Are “Free” Voter IDs Not Really Free for the Poor and Elderly?
Friday, July 20, 2012
Going to the polls on Election Day and having to pay $20 to cast a ballot may seem outrageous. But that is what thousands of poor Americans are facing due to new voter ID laws.
In 10 states, voters must now show some form of photo identification. Those who do not have this ID must obtain one, and in some states, that requires having a birth certificate or showing a copy of a marriage license.
Proponents of Voter ID laws have claimed that the IDs can be obtained for free. But sometimes it costs money to get something for free.
People needing a copy of their birth certificate or marriage license will have to pay $20 or even $25 in some instances. Paying even a lesser amount, like $8, can still be challenging for low-income Americans.
Another challenge for voters lacking IDs is access to transportation. The Brennan Center for Justice estimated there are nearly 500,000 individuals who do not have access to a vehicle and live more than 10 miles from their nearest state ID-issuing office.
Some of these offices (in Alabama, Georgia, Mississippi and Texas) are only open part-time.
“The advocates of these laws kept saying we’re going to provide these IDs for free and that’s going to eliminate all of the problems,” Keesha Gaskins, co-author of the Brennan Center report, told The Washington Post. “We found the ability to get documents isn’t that simple. The documents are costly for many, many voters and there are serious transportation barriers for many voters. We just found really significant problems.”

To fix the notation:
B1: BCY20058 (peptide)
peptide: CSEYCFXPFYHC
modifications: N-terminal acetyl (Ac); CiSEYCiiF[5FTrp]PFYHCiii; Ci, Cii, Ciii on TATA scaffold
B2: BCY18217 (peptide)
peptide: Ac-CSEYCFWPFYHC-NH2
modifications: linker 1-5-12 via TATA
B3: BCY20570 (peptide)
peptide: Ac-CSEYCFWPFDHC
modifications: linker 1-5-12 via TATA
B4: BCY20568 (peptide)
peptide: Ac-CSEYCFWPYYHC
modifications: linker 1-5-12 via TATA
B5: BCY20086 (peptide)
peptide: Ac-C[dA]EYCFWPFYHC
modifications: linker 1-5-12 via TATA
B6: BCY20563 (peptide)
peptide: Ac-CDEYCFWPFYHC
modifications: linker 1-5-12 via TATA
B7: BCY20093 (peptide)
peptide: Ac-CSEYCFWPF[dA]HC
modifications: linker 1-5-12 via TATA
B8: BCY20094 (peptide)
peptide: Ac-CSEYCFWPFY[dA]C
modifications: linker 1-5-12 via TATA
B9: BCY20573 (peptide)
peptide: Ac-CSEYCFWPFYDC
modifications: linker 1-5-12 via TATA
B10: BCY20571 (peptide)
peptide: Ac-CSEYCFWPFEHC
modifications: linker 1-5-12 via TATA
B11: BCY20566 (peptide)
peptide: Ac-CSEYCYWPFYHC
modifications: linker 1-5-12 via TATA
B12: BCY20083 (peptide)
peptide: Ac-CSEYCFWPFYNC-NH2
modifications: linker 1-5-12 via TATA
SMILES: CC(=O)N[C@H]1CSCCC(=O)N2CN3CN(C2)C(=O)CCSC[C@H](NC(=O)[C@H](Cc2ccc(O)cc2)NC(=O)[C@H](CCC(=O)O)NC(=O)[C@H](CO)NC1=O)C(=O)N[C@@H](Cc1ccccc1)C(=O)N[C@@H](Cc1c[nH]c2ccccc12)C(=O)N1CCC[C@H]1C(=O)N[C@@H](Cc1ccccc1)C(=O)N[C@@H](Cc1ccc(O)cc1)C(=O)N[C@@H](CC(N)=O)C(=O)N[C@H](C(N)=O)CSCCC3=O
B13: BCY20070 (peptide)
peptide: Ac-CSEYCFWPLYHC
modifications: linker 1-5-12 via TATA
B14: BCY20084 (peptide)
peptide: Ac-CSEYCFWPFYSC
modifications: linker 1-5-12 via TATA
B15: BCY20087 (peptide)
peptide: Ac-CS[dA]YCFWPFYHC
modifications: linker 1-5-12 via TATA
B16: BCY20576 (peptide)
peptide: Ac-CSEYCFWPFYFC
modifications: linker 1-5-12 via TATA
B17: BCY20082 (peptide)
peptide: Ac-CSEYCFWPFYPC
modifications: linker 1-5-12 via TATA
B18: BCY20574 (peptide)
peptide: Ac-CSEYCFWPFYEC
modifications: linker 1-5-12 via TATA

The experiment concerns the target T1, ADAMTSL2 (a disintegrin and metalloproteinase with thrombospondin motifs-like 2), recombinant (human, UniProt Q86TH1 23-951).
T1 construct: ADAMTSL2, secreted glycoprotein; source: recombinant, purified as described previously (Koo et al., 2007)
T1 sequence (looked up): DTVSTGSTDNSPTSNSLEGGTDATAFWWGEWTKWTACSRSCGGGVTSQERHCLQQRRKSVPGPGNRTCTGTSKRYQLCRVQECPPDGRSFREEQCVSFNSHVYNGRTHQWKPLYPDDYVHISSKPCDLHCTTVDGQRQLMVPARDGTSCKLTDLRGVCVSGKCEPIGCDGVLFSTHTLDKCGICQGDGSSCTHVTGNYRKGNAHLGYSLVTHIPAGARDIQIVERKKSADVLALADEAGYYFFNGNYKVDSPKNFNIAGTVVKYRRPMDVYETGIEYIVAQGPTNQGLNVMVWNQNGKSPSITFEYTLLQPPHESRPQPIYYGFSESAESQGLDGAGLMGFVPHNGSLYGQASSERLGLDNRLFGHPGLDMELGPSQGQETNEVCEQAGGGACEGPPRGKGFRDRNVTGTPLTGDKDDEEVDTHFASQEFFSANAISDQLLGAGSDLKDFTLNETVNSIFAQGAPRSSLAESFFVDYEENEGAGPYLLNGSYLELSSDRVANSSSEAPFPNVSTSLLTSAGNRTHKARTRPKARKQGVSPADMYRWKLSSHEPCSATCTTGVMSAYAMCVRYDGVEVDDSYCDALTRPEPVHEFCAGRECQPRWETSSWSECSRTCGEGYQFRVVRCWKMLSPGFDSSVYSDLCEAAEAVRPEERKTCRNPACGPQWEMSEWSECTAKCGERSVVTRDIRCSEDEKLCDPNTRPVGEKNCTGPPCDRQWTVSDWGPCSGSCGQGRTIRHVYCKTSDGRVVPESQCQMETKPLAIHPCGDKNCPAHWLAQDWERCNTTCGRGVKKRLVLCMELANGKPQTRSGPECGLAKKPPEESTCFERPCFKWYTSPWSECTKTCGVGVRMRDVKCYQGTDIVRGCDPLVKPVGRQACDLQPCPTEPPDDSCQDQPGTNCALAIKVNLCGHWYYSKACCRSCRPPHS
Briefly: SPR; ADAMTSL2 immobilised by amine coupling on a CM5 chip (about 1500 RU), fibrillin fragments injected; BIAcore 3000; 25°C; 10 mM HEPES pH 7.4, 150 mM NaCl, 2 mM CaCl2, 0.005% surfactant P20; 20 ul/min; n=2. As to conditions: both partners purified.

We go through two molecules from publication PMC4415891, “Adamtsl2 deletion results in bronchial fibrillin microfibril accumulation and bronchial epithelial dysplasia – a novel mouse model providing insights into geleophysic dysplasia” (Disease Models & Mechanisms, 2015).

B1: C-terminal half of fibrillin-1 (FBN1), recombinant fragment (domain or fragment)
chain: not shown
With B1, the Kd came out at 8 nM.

One voter ID law, in Texas, is facing a court challenge from the U.S. Department of Justice, which says the requirement could disenfranchise the elderly and minorities.
To Learn More:
Study Finds Costs Associated With Voter IDs (by Krissah Thompson, Washington Post)
The Challenge of Obtaining Voter Identification (by Keesha Gaskins and Sundeep Iyer, Brennan Center for Justice) (pdf)
Judges Skeptical of Texas’s Arguments on Voter ID Law (by Sari Horwitz, Washington Post)
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